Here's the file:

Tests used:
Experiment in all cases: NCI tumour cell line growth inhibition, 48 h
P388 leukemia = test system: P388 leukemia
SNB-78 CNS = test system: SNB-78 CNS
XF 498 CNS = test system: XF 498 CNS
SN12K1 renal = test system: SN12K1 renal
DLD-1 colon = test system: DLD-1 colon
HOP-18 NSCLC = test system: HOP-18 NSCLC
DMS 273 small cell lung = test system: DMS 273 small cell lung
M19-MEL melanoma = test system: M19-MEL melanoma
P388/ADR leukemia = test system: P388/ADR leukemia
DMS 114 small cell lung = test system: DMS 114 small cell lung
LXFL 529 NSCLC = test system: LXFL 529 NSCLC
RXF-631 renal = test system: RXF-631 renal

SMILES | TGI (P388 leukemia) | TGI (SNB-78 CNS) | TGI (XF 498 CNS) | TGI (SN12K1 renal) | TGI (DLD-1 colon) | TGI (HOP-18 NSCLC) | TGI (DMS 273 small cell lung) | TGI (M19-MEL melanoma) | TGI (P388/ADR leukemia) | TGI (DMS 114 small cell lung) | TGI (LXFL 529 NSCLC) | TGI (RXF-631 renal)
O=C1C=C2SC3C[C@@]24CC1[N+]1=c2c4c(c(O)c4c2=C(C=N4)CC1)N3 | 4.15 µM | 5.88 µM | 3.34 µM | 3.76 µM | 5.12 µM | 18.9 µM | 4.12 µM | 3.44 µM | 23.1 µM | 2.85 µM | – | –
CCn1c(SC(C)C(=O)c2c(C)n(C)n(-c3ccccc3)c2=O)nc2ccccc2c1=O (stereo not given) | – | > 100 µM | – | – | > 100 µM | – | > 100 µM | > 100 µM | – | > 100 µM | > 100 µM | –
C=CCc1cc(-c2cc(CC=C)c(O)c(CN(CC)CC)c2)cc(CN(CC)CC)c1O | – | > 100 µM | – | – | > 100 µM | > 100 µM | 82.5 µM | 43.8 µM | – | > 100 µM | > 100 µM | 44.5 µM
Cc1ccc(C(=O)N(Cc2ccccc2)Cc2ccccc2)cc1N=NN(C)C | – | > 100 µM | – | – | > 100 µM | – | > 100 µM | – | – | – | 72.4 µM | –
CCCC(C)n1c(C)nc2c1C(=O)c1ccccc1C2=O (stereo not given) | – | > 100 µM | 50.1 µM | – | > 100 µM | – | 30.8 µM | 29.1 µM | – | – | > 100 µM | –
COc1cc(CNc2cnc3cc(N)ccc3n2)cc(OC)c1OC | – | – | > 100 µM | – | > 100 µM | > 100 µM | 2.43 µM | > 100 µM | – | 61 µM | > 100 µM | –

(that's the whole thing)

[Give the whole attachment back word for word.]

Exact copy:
Tests used:
Experiment in all cases: NCI tumour cell line growth inhibition, 48 h
P388 leukemia = test system: P388 leukemia
SNB-78 CNS = test system: SNB-78 CNS
XF 498 CNS = test system: XF 498 CNS
SN12K1 renal = test system: SN12K1 renal
DLD-1 colon = test system: DLD-1 colon
HOP-18 NSCLC = test system: HOP-18 NSCLC
DMS 273 small cell lung = test system: DMS 273 small cell lung
M19-MEL melanoma = test system: M19-MEL melanoma
P388/ADR leukemia = test system: P388/ADR leukemia
DMS 114 small cell lung = test system: DMS 114 small cell lung
LXFL 529 NSCLC = test system: LXFL 529 NSCLC
RXF-631 renal = test system: RXF-631 renal

SMILES | TGI (P388 leukemia) | TGI (SNB-78 CNS) | TGI (XF 498 CNS) | TGI (SN12K1 renal) | TGI (DLD-1 colon) | TGI (HOP-18 NSCLC) | TGI (DMS 273 small cell lung) | TGI (M19-MEL melanoma) | TGI (P388/ADR leukemia) | TGI (DMS 114 small cell lung) | TGI (LXFL 529 NSCLC) | TGI (RXF-631 renal)
O=C1C=C2SC3C[C@@]24CC1[N+]1=c2c4c(c(O)c4c2=C(C=N4)CC1)N3 | 4.15 µM | 5.88 µM | 3.34 µM | 3.76 µM | 5.12 µM | 18.9 µM | 4.12 µM | 3.44 µM | 23.1 µM | 2.85 µM | – | –
CCn1c(SC(C)C(=O)c2c(C)n(C)n(-c3ccccc3)c2=O)nc2ccccc2c1=O (stereo not given) | – | > 100 µM | – | – | > 100 µM | – | > 100 µM | > 100 µM | – | > 100 µM | > 100 µM | –
C=CCc1cc(-c2cc(CC=C)c(O)c(CN(CC)CC)c2)cc(CN(CC)CC)c1O | – | > 100 µM | – | – | > 100 µM | > 100 µM | 82.5 µM | 43.8 µM | – | > 100 µM | > 100 µM | 44.5 µM
Cc1ccc(C(=O)N(Cc2ccccc2)Cc2ccccc2)cc1N=NN(C)C | – | > 100 µM | – | – | > 100 µM | – | > 100 µM | – | – | – | 72.4 µM | –
CCCC(C)n1c(C)nc2c1C(=O)c1ccccc1C2=O (stereo not given) | – | > 100 µM | 50.1 µM | – | > 100 µM | – | 30.8 µM | 29.1 µM | – | – | > 100 µM | –
COc1cc(CNc2cnc3cc(N)ccc3n2)cc(OC)c1OC | – | – | > 100 µM | – | > 100 µM | > 100 µM | 2.43 µM | > 100 µM | – | 61 µM | > 100 µM | –